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Level of blockadeCoverage distribution
Lumbar plexus in the psoas muscle, shortly after it exits the spine
  • Femoral nerve: quadriceps muscle, anterior aspect of thigh, medial aspect of lower leg (saphenous nerve), anterior aspect of acetabulum and femur, portion of proximal tibia
  • Lateral femoral cutaneous nerve: lateral aspect of hip and thigh
  • Obturator nerve: adductor muscles, medial femur
  • Ilioinguinal, iliohypogastric, genitofemoral: usually blocked as well
Figure 141-1. Distribution of Cutaneous Anesthesia and Analgesia from a Lumbar Plexus Block
Graphic Jump Location

Reproduced from Hadzic A. The New York School of Regional Anesthesia Textbook of Regional Anesthesia and Acute Pain Management. Figure 33-3. Available at: Copyright © The McGraw-Hill Companies, Inc. All rights reserved.




  • The lumbar plexus originates from L1 to L4, with often a contribution from T12. L4 gives off a branch that merges with L5 to form the lumbosacral branch, part of the sacral plexus
  • Branches of the lumbar plexus include:
    • Femoral nerve
    • Lateral femoral cutaneous nerve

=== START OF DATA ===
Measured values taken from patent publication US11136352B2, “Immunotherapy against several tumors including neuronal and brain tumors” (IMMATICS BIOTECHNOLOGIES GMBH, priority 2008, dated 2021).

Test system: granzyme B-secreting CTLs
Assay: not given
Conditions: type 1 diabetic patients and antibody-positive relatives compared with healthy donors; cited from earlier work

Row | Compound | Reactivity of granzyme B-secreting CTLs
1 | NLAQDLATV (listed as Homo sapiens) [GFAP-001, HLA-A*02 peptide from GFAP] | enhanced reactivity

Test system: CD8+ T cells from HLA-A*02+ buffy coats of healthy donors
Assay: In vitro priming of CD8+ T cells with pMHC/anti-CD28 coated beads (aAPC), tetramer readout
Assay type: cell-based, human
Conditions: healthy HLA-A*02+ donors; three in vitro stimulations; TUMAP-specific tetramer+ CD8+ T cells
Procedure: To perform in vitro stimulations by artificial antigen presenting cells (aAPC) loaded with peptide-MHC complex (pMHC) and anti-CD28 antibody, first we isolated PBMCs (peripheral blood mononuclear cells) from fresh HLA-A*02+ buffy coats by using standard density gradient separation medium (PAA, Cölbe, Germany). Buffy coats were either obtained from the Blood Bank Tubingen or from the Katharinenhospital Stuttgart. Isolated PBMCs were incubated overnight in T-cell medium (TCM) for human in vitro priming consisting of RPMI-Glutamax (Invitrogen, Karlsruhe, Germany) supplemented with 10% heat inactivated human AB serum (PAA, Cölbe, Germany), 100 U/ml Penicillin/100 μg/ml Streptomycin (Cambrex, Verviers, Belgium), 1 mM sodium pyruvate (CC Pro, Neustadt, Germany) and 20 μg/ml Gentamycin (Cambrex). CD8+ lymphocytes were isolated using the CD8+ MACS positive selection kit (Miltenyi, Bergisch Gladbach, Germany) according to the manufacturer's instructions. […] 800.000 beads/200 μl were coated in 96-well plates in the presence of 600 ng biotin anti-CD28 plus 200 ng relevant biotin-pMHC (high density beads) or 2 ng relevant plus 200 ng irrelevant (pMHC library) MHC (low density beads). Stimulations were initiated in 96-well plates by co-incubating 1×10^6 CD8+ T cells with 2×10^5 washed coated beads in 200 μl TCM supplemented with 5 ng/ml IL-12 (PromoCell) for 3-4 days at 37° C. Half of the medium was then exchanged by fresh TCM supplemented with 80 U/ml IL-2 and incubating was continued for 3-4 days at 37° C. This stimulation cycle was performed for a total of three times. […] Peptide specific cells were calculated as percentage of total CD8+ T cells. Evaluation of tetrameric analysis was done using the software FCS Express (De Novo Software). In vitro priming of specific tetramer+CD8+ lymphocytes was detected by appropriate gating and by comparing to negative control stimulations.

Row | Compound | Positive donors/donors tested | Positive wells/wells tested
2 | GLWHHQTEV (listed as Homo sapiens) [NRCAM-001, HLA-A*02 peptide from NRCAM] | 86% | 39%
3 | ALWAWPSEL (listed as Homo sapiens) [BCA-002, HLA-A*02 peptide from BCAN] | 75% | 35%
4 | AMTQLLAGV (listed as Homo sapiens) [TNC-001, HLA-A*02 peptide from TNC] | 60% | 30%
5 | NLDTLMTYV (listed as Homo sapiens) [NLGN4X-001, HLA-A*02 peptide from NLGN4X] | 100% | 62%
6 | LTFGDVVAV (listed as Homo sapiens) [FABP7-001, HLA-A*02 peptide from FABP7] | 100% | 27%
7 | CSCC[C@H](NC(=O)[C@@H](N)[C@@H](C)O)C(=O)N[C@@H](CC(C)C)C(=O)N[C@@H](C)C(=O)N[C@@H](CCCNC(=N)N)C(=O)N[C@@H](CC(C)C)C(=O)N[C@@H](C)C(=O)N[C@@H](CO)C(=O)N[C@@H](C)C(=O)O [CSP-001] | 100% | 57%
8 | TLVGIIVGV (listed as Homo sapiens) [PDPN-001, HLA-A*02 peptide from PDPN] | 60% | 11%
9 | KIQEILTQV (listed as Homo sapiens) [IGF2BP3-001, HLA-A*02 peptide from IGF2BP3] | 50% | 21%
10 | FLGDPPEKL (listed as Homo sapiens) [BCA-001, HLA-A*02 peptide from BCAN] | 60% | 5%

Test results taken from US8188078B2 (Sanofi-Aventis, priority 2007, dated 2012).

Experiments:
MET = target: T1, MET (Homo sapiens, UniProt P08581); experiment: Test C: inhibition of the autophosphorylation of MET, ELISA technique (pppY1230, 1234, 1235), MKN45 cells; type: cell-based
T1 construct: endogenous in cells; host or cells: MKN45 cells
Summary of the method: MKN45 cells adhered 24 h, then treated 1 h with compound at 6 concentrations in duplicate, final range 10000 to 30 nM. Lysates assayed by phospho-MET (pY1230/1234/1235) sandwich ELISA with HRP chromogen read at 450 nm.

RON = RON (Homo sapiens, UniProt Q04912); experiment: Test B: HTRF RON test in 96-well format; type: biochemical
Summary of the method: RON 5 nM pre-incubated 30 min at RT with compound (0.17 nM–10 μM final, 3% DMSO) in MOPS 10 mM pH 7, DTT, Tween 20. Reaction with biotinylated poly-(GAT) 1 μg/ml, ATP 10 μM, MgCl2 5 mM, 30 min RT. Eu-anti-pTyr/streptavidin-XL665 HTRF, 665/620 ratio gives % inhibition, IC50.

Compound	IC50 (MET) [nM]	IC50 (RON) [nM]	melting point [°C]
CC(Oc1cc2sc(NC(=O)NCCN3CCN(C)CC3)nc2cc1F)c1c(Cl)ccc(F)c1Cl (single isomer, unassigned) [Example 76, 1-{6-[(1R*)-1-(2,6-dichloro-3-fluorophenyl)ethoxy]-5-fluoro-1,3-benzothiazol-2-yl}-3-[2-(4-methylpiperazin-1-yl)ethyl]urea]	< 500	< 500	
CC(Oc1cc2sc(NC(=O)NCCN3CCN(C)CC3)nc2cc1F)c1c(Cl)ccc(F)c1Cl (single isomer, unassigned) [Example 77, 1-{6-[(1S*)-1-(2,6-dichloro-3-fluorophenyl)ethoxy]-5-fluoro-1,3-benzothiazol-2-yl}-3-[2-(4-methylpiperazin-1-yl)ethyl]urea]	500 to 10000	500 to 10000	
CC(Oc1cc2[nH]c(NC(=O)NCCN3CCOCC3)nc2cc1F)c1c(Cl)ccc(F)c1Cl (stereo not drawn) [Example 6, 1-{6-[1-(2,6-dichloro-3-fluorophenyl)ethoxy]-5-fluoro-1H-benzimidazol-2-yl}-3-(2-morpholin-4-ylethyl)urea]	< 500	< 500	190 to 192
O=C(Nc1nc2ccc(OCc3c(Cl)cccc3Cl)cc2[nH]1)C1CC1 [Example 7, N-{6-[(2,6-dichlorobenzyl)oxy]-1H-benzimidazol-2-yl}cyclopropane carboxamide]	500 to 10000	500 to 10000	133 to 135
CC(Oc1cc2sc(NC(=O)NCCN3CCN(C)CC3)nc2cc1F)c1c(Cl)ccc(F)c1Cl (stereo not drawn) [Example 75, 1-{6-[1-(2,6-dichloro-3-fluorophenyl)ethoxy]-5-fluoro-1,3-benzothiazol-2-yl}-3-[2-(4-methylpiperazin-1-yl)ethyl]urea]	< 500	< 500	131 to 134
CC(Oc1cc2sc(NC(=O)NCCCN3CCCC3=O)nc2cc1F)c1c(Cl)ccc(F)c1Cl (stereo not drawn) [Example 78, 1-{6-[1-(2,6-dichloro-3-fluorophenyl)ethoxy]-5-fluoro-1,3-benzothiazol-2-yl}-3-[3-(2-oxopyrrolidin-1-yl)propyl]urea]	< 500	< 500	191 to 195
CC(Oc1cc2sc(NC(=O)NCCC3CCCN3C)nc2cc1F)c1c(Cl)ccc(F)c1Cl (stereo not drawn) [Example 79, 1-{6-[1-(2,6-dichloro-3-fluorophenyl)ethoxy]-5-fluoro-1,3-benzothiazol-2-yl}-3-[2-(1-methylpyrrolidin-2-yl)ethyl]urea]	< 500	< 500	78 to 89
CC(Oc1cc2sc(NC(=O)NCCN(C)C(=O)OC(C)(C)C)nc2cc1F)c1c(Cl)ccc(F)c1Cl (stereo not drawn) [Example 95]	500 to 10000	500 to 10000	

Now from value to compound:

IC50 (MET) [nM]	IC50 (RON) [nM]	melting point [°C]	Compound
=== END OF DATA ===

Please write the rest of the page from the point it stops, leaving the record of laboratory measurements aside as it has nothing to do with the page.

• Obturator nerve
    • Ilioinguinal, iliohypogastric, and genitofemoral nerves
  • The lumbar plexus courses through the lumbar area and the pelvis in the sheath of the psoas, and then the iliopsoas muscle (Figure 141-2)

Figure 141-2. Lumbar Plexus Anatomy
Graphic Jump Location

Reproduced from Morgan GE Jr, Mikhail MS, Murray MJ. Clinical Anesthesiology. 4th ed. Available at Copyright © The McGraw-Hill Companies, Inc. All rights reserved.




  • Postoperative analgesia of hip or knee surgery (associated or not to a sacral plexus block); probably no advantage over femoral nerve block for knee surgery:
    • Hip arthroscopy
    • Proximal femur ORIF
    • Hip hemiarthroplasty/THA
  • Anesthesia for lower extremity surgery, in association with a sacral plexus block
  • The block of the obturator nerve is reliable, contrary to the femoral paravascular block, and the block is more proximal, with theoretically a better coverage of the hip
  • When combined with a sciatic block, take into account total dose of local anesthetic
  • This is an advanced block and should only be performed by experienced practitioners because of potential severe complications




  • Significant coagulopathy; this is a deep block, and a psoas sheath bleeding may go unnoticed, and is not amenable to compression:
    • Single-injection or continuous psoas compartment block should be treated as neuraxial blocks with regards to coagulation issues
  • Significant lumbar spine deformity, as the position of the lumbar plexus might be distorted


Technique using NS (Figure 141-3):


  • Patient in lateral decubitus, side to be blocked up, nondependent lower extremity slightly flexed; stand behind patient
  • Draw Tuffier's line (joining the iliac crests): line A
  • Draw a line over the spinous processes (feel for the ...

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